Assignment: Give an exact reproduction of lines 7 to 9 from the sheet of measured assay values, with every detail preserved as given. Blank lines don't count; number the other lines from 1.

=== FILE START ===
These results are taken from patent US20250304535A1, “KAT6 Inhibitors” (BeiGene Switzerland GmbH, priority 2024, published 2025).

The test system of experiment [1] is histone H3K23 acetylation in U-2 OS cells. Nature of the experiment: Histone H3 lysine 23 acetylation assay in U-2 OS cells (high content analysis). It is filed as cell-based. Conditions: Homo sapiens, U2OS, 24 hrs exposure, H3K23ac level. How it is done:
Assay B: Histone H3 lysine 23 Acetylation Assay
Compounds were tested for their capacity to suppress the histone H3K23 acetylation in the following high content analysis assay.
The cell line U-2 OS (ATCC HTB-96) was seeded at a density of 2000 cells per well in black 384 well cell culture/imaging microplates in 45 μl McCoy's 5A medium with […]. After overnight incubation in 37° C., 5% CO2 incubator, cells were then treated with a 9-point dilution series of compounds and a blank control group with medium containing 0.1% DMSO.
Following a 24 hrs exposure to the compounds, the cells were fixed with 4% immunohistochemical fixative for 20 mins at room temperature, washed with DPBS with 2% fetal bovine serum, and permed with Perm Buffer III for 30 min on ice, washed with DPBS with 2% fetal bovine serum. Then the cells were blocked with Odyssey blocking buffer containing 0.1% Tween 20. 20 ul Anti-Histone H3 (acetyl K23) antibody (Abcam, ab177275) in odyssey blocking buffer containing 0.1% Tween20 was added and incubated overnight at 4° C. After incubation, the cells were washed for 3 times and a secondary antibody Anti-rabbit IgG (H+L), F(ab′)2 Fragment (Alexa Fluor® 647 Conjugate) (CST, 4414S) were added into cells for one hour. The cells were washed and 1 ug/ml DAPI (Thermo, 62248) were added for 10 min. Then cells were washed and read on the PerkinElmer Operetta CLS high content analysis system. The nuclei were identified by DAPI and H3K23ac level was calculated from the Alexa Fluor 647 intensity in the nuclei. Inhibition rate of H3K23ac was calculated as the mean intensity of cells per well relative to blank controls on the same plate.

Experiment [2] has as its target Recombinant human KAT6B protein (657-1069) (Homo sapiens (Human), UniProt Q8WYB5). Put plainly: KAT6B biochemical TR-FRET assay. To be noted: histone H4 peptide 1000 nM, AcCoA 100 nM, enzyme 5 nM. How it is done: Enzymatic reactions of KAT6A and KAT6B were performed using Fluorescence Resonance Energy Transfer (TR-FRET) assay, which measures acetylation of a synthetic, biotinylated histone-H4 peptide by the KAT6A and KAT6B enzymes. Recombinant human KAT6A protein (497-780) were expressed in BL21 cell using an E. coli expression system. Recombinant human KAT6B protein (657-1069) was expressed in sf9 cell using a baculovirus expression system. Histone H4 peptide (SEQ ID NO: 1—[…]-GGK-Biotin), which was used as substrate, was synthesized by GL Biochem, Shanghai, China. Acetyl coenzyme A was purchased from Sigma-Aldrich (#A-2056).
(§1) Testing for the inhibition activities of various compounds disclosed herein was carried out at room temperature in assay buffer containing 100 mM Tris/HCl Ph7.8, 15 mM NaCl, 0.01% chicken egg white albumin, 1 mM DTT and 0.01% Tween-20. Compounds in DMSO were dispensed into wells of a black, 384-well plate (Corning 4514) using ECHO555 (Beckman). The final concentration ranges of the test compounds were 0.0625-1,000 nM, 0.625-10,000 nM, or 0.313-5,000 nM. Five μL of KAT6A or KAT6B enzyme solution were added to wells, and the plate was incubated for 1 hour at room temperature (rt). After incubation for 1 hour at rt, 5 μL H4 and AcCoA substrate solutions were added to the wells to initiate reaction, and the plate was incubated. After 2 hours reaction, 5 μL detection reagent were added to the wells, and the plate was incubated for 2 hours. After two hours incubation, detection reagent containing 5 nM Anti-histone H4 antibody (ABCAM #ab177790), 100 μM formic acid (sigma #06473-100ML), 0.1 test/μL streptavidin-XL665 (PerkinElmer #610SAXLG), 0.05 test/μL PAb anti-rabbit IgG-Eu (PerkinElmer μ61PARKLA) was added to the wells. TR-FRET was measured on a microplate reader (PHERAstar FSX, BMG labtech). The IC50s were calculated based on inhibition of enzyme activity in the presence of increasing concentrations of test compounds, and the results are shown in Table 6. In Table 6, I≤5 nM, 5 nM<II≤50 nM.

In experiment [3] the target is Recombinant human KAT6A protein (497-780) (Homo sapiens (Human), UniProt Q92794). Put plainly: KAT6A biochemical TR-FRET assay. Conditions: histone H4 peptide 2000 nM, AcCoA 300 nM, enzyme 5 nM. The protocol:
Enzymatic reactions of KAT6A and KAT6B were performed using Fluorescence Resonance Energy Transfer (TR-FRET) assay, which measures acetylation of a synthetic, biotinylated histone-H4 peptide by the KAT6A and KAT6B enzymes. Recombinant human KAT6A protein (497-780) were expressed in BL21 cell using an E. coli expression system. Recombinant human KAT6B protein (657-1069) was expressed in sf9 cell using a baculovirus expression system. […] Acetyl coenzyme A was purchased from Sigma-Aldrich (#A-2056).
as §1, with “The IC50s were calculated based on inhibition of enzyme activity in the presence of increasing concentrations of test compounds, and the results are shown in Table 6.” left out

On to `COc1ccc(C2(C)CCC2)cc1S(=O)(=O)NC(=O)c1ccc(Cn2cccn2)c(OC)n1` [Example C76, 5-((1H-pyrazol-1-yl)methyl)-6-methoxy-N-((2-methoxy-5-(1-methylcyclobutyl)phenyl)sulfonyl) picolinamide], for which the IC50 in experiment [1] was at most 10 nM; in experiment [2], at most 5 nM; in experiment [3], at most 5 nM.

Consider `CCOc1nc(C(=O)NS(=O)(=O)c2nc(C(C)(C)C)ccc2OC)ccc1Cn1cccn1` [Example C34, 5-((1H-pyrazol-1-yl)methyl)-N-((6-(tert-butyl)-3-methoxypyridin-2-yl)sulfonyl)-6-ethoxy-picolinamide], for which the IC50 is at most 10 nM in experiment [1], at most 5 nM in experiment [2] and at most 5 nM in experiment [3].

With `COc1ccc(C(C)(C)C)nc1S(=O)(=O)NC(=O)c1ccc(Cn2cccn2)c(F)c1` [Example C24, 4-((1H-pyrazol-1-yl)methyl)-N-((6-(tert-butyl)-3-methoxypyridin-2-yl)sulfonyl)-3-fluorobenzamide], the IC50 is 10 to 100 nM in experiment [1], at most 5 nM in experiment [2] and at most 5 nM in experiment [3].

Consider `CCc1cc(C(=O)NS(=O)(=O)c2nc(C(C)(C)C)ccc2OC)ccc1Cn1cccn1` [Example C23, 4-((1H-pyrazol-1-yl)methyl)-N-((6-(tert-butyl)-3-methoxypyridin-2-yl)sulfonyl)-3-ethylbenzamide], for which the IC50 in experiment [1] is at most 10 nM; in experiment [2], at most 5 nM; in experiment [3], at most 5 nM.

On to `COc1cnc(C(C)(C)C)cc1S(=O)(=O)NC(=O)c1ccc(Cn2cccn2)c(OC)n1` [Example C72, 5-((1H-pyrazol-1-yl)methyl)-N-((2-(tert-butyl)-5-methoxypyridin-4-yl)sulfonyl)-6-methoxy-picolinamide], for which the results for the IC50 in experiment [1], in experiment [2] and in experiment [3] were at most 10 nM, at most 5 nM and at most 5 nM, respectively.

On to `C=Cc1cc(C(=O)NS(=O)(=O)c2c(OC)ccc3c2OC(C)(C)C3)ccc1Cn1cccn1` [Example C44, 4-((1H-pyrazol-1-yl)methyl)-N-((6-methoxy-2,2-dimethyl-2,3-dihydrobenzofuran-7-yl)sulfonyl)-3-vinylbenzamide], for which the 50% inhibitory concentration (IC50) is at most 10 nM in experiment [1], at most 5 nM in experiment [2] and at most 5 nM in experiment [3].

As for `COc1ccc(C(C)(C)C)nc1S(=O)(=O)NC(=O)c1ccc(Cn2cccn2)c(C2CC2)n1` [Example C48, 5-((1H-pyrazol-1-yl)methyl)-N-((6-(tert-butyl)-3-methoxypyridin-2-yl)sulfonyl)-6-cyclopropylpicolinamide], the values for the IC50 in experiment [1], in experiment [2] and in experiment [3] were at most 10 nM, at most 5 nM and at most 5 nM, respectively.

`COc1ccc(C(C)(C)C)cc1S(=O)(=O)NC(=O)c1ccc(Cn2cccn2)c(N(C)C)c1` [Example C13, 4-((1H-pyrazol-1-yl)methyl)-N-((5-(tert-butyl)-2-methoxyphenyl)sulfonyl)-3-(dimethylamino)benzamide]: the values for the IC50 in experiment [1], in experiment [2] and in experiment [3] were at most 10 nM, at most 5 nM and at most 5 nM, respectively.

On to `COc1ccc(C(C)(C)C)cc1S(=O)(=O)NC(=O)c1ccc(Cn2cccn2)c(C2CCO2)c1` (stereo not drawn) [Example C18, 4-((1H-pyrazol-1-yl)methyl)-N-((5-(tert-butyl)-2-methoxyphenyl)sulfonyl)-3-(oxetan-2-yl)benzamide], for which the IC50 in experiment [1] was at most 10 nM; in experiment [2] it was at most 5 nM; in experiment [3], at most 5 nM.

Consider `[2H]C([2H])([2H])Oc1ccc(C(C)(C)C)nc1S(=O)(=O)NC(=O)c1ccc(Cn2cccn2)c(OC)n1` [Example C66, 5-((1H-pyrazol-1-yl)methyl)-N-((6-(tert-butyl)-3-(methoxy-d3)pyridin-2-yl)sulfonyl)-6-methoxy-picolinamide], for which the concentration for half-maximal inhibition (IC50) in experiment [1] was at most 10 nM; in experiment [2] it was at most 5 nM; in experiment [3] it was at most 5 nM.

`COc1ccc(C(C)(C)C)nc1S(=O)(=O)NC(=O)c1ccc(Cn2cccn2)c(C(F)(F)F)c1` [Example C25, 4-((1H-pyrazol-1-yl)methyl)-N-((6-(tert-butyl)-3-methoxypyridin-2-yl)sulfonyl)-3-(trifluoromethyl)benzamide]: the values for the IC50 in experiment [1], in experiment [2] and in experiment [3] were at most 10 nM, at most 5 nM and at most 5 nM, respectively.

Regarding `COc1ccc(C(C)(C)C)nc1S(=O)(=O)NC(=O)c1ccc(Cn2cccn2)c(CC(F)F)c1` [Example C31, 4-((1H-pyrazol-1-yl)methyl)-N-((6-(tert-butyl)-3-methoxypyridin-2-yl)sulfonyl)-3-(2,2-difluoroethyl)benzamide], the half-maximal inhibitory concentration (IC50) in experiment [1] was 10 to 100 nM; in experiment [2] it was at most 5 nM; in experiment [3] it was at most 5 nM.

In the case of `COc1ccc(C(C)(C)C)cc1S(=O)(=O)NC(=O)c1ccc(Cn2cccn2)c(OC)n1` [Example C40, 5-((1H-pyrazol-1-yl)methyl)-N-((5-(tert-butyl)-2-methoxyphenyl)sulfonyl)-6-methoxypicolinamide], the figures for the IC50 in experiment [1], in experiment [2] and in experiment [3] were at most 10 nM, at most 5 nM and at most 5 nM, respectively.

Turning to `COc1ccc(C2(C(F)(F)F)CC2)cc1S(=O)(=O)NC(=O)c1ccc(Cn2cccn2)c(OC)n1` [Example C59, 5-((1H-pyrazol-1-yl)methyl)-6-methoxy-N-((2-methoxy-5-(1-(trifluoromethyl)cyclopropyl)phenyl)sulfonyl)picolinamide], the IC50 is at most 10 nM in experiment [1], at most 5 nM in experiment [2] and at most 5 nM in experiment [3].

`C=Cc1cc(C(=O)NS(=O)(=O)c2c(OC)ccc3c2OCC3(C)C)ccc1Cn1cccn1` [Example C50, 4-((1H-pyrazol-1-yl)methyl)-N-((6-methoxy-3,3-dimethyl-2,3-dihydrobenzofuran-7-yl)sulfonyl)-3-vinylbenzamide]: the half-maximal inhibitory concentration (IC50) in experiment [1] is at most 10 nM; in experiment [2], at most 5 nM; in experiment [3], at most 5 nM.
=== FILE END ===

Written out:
Experiment [2] has as its target Recombinant human KAT6B protein (657-1069) (Homo sapiens (Human), UniProt Q8WYB5). Put plainly: KAT6B biochemical TR-FRET assay. To be noted: histone H4 peptide 1000 nM, AcCoA 100 nM, enzyme 5 nM. How it is done: Enzymatic reactions of KAT6A and KAT6B were performed using Fluorescence Resonance Energy Transfer (TR-FRET) assay, which measures acetylation of a synthetic, biotinylated histone-H4 peptide by the KAT6A and KAT6B enzymes. Recombinant human KAT6A protein (497-780) were expressed in BL21 cell using an E. coli expression system. Recombinant human KAT6B protein (657-1069) was expressed in sf9 cell using a baculovirus expression system. Histone H4 peptide (SEQ ID NO: 1—[…]-GGK-Biotin), which was used as substrate, was synthesized by GL Biochem, Shanghai, China. Acetyl coenzyme A was purchased from Sigma-Aldrich (#A-2056).
(§1) Testing for the inhibition activities of various compounds disclosed herein was carried out at room temperature in assay buffer containing 100 mM Tris/HCl Ph7.8, 15 mM NaCl, 0.01% chicken egg white albumin, 1 mM DTT and 0.01% Tween-20. Compounds in DMSO were dispensed into wells of a black, 384-well plate (Corning 4514) using ECHO555 (Beckman). The final concentration ranges of the test compounds were 0.0625-1,000 nM, 0.625-10,000 nM, or 0.313-5,000 nM. Five μL of KAT6A or KAT6B enzyme solution were added to wells, and the plate was incubated for 1 hour at room temperature (rt). After incubation for 1 hour at rt, 5 μL H4 and AcCoA substrate solutions were added to the wells to initiate reaction, and the plate was incubated. After 2 hours reaction, 5 μL detection reagent were added to the wells, and the plate was incubated for 2 hours. After two hours incubation, detection reagent containing 5 nM Anti-histone H4 antibody (ABCAM #ab177790), 100 μM formic acid (sigma #06473-100ML), 0.1 test/μL streptavidin-XL665 (PerkinElmer #610SAXLG), 0.05 test/μL PAb anti-rabbit IgG-Eu (PerkinElmer μ61PARKLA) was added to the wells. TR-FRET was measured on a microplate reader (PHERAstar FSX, BMG labtech). The IC50s were calculated based on inhibition of enzyme activity in the presence of increasing concentrations of test compounds, and the results are shown in Table 6. In Table 6, I≤5 nM, 5 nM<II≤50 nM.

In experiment [3] the target is Recombinant human KAT6A protein (497-780) (Homo sapiens (Human), UniProt Q92794). Put plainly: KAT6A biochemical TR-FRET assay. Conditions: histone H4 peptide 2000 nM, AcCoA 300 nM, enzyme 5 nM. The protocol: